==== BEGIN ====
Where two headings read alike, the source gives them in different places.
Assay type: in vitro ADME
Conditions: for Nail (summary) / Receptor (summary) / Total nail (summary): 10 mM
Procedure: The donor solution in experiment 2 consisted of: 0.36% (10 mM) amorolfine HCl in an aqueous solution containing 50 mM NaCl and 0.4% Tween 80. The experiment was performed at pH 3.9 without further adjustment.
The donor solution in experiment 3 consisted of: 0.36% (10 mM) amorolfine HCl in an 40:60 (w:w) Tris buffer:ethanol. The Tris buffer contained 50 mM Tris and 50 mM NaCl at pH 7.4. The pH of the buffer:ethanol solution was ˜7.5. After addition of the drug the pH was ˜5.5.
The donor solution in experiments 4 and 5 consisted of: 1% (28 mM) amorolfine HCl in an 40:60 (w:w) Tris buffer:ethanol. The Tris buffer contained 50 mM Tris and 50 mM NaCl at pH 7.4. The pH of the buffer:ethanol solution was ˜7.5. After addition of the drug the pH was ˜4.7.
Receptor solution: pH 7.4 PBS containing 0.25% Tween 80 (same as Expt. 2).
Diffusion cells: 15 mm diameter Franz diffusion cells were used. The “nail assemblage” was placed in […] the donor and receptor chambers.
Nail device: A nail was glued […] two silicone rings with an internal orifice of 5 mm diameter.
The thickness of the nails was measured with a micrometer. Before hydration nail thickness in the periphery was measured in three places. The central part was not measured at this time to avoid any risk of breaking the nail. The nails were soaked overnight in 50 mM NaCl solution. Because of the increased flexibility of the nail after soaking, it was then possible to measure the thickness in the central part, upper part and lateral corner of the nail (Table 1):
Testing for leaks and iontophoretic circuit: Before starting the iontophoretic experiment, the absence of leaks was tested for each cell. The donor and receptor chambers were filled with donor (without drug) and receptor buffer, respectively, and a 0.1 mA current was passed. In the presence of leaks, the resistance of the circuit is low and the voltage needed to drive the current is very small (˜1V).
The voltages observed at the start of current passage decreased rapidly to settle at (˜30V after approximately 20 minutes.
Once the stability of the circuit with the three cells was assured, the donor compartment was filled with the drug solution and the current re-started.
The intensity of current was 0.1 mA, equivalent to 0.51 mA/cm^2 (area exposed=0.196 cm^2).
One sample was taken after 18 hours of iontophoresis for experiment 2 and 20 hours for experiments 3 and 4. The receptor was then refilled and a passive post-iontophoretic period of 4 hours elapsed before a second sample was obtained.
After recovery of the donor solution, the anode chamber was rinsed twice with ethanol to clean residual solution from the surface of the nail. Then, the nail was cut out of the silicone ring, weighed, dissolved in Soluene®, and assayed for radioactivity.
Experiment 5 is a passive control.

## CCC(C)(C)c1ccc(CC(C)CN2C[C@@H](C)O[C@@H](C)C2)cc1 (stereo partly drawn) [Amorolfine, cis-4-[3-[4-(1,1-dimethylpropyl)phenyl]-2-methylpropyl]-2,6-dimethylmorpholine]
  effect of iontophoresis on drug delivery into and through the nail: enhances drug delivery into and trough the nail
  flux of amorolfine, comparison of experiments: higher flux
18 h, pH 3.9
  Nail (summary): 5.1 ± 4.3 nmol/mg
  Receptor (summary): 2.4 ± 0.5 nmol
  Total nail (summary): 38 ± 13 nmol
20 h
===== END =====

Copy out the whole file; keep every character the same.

Where two headings read alike, the source gives them in different places.
Assay type: in vitro ADME
Conditions: for Nail (summary) / Receptor (summary) / Total nail (summary): 10 mM
Procedure: The donor solution in experiment 2 consisted of: 0.36% (10 mM) amorolfine HCl in an aqueous solution containing 50 mM NaCl and 0.4% Tween 80. The experiment was performed at pH 3.9 without further adjustment.
The donor solution in experiment 3 consisted of: 0.36% (10 mM) amorolfine HCl in an 40:60 (w:w) Tris buffer:ethanol. The Tris buffer contained 50 mM Tris and 50 mM NaCl at pH 7.4. The pH of the buffer:ethanol solution was ˜7.5. After addition of the drug the pH was ˜5.5.
The donor solution in experiments 4 and 5 consisted of: 1% (28 mM) amorolfine HCl in an 40:60 (w:w) Tris buffer:ethanol. The Tris buffer contained 50 mM Tris and 50 mM NaCl at pH 7.4. The pH of the buffer:ethanol solution was ˜7.5. After addition of the drug the pH was ˜4.7.
Receptor solution: pH 7.4 PBS containing 0.25% Tween 80 (same as Expt. 2).
Diffusion cells: 15 mm diameter Franz diffusion cells were used. The “nail assemblage” was placed in […] the donor and receptor chambers.
Nail device: A nail was glued […] two silicone rings with an internal orifice of 5 mm diameter.
The thickness of the nails was measured with a micrometer. Before hydration nail thickness in the periphery was measured in three places. The central part was not measured at this time to avoid any risk of breaking the nail. The nails were soaked overnight in 50 mM NaCl solution. Because of the increased flexibility of the nail after soaking, it was then possible to measure the thickness in the central part, upper part and lateral corner of the nail (Table 1):
Testing for leaks and iontophoretic circuit: Before starting the iontophoretic experiment, the absence of leaks was tested for each cell. The donor and receptor chambers were filled with donor (without drug) and receptor buffer, respectively, and a 0.1 mA current was passed. In the presence of leaks, the resistance of the circuit is low and the voltage needed to drive the current is very small (˜1V).
The voltages observed at the start of current passage decreased rapidly to settle at (˜30V after approximately 20 minutes.
Once the stability of the circuit with the three cells was assured, the donor compartment was filled with the drug solution and the current re-started.
The intensity of current was 0.1 mA, equivalent to 0.51 mA/cm^2 (area exposed=0.196 cm^2).
One sample was taken after 18 hours of iontophoresis for experiment 2 and 20 hours for experiments 3 and 4. The receptor was then refilled and a passive post-iontophoretic period of 4 hours elapsed before a second sample was obtained.
After recovery of the donor solution, the anode chamber was rinsed twice with ethanol to clean residual solution from the surface of the nail. Then, the nail was cut out of the silicone ring, weighed, dissolved in Soluene®, and assayed for radioactivity.
Experiment 5 is a passive control.

## CCC(C)(C)c1ccc(CC(C)CN2C[C@@H](C)O[C@@H](C)C2)cc1 (stereo partly drawn) [Amorolfine, cis-4-[3-[4-(1,1-dimethylpropyl)phenyl]-2-methylpropyl]-2,6-dimethylmorpholine]
  effect of iontophoresis on drug delivery into and through the nail: enhances drug delivery into and trough the nail
  flux of amorolfine, comparison of experiments: higher flux
18 h, pH 3.9
  Nail (summary): 5.1 ± 4.3 nmol/mg
  Receptor (summary): 2.4 ± 0.5 nmol
  Total nail (summary): 38 ± 13 nmol
20 h